These concepts are important because sound travels via vibration. If any two surfaces are touching, sound can travel along the joint and into the next space. The same is true for air gaps, as the sound of the drums is able to easily leak out of the room through any and all exposed areas that lead into another space.
For this reason, constructing a room within a room is the very best way to keep a drum room soundproof and prevent as much sound as possible from leaving the room.
Let’s learn the best process for building a soundproof room within a room that functions perfectly for containing the sound of drums.
How To Soundproof A Drumming Room
To soundproof a drum room, follow the following steps for constructing a room within a room for the purposes of containing drum noise.
Step 1: Measure the room – measure the internal size of the room to understand the space you will be working with, its dimensions, and how much room you have to spare.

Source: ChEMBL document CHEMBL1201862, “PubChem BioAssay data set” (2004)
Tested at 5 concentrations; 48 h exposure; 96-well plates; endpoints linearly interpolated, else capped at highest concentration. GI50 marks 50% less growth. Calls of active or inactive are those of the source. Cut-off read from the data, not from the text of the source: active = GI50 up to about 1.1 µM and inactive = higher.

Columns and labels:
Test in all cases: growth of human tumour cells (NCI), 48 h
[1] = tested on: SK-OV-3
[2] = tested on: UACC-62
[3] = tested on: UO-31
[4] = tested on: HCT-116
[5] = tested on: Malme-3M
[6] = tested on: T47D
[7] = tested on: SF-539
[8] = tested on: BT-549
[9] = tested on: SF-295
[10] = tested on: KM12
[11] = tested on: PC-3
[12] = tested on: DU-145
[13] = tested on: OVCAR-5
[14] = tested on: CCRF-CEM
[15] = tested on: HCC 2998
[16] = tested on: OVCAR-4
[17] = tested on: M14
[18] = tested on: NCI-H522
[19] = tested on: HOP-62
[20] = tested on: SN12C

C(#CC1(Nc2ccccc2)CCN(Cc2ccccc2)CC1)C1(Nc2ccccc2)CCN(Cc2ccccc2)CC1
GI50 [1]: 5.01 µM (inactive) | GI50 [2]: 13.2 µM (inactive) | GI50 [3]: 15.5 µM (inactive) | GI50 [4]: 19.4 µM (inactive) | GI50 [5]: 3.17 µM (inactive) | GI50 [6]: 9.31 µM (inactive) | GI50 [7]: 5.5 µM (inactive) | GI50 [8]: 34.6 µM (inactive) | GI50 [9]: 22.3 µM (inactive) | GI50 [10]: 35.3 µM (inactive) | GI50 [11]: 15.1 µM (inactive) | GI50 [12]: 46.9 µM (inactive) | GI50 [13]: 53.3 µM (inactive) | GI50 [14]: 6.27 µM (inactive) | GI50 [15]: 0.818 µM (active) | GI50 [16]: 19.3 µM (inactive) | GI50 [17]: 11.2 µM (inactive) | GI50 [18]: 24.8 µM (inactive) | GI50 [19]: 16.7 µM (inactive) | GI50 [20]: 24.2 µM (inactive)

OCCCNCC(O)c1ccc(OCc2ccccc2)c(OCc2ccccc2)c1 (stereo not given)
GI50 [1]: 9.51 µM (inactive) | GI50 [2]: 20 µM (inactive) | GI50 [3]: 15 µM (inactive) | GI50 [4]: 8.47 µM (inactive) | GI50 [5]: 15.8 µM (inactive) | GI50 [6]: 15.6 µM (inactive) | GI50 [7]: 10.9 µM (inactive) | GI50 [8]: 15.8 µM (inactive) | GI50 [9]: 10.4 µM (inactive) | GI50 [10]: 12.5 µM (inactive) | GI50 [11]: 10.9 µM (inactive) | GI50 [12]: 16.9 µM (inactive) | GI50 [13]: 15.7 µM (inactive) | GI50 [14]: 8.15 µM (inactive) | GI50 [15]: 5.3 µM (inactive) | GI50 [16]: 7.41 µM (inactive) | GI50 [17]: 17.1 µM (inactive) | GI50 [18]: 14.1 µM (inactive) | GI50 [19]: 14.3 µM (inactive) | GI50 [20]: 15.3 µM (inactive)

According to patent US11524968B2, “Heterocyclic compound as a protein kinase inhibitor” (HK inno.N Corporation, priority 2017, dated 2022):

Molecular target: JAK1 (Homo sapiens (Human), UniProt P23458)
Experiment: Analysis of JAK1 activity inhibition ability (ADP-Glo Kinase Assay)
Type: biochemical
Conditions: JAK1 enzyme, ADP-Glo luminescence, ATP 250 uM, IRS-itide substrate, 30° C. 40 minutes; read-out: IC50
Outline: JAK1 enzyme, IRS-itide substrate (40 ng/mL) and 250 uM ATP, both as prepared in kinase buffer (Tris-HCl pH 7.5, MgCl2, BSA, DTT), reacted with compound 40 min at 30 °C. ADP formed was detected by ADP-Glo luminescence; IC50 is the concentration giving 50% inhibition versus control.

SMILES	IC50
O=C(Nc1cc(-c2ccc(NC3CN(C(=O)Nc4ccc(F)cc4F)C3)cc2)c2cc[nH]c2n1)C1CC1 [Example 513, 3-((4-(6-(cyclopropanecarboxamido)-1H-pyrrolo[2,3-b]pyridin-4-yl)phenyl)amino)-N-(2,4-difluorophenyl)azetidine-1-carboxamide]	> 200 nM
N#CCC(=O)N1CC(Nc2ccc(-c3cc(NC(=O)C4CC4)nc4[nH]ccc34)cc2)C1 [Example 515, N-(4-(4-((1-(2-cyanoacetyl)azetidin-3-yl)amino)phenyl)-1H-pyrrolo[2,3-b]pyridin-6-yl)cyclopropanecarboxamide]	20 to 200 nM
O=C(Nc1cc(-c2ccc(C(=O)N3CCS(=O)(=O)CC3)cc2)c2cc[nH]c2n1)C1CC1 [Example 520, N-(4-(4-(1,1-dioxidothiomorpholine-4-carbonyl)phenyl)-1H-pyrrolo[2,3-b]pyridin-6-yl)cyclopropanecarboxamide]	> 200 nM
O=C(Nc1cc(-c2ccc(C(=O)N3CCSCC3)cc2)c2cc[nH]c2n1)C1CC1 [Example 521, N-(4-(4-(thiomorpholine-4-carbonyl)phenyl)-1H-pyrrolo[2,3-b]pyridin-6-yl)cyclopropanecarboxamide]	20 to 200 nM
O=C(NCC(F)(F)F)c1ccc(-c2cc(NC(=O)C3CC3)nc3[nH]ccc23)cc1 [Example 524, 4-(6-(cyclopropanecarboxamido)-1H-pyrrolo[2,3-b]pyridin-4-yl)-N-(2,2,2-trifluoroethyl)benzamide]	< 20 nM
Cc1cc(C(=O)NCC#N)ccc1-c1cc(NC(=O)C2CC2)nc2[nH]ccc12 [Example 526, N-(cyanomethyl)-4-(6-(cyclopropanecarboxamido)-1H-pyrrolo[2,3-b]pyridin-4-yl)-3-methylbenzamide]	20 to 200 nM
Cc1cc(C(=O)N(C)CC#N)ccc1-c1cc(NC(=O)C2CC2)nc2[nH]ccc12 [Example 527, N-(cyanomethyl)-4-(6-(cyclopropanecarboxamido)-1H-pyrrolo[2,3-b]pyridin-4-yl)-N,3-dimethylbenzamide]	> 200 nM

Step 2: Always account for an air void – air is one of the best sound insulators. In all of your calculations and planning, always account for a gap of at least 40mm between the outer wall of the inner room and the wall of the main room shell.
Step 3: Start with the floor – the first step in constructing the room within a room is to build the floor. Use floor suds or 2x4s to construct a lattice covering the existing floor, leaving the aforementioned air void space. Fill the gaps in the lattice with sound insulation, and place rubber pads below the lattice frame to decuple the new structure from the existing room.
Step 3: Build the walls – once the floor is completed, construct the inner room walls with studs and drywall. Remember to leave space for the air void. Plaster the inside of the drywall, install sound insulation and prepare for the wall completion.
Step 4: Construct the ceiling – the roof and ceiling of the inner room do not have to have the same size air void as the walls and floor, and the sound is less likely to cause a disturbance if it leaks from this area of the room. Construct the walls with cross beams and fill the voids with sound insulation.